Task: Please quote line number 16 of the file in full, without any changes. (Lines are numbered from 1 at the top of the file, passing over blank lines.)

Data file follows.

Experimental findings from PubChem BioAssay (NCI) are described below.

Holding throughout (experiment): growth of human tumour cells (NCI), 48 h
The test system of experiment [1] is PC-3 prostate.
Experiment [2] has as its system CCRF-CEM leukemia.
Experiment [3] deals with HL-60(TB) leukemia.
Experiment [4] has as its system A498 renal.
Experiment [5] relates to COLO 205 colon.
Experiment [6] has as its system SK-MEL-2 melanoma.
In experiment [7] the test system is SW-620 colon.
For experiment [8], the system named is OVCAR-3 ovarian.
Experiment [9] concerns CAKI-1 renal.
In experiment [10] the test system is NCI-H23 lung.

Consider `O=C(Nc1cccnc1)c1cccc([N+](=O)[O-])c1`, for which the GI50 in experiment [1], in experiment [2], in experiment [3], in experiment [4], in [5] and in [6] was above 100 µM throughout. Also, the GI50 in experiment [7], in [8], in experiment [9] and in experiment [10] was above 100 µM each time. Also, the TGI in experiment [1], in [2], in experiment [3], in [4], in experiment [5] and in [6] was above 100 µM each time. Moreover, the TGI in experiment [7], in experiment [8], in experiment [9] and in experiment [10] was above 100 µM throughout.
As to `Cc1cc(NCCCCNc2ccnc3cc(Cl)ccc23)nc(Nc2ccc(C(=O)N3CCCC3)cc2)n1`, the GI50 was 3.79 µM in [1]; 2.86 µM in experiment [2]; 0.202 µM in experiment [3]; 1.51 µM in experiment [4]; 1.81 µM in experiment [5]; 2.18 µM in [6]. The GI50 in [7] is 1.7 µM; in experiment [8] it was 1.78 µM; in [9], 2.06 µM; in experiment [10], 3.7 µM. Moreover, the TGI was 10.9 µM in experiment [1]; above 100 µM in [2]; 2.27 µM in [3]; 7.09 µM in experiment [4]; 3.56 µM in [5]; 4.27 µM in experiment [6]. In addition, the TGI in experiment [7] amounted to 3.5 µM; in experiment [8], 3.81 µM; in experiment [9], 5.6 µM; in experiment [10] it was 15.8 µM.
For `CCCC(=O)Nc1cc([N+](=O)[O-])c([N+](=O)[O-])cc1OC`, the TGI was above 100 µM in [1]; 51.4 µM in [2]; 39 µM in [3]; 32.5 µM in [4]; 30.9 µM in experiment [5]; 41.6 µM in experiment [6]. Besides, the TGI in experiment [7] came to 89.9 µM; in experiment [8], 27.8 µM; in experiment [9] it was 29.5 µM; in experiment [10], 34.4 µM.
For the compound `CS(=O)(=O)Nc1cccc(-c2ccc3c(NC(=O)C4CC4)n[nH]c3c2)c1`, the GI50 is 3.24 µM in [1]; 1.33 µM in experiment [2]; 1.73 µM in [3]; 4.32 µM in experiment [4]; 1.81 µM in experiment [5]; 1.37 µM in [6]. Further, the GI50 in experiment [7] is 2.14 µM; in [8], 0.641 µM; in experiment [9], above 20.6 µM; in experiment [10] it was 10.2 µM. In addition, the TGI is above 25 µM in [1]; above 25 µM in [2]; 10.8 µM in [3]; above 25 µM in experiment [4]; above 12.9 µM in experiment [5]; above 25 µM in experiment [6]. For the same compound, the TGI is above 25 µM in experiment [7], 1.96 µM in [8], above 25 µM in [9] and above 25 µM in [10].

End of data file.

For the compound `CS(=O)(=O)Nc1cccc(-c2ccc3c(NC(=O)C4CC4)n[nH]c3c2)c1`, the GI50 is 3.24 µM in [1]; 1.33 µM in experiment [2]; 1.73 µM in [3]; 4.32 µM in experiment [4]; 1.81 µM in experiment [5]; 1.37 µM in [6]. Further, the GI50 in experiment [7] is 2.14 µM; in [8], 0.641 µM; in experiment [9], above 20.6 µM; in experiment [10] it was 10.2 µM. In addition, the TGI is above 25 µM in [1]; above 25 µM in [2]; 10.8 µM in [3]; above 25 µM in experiment [4]; above 12.9 µM in experiment [5]; above 25 µM in experiment [6]. For the same compound, the TGI is above 25 µM in experiment [7], 1.96 µM in [8], above 25 µM in [9] and above 25 µM in [10].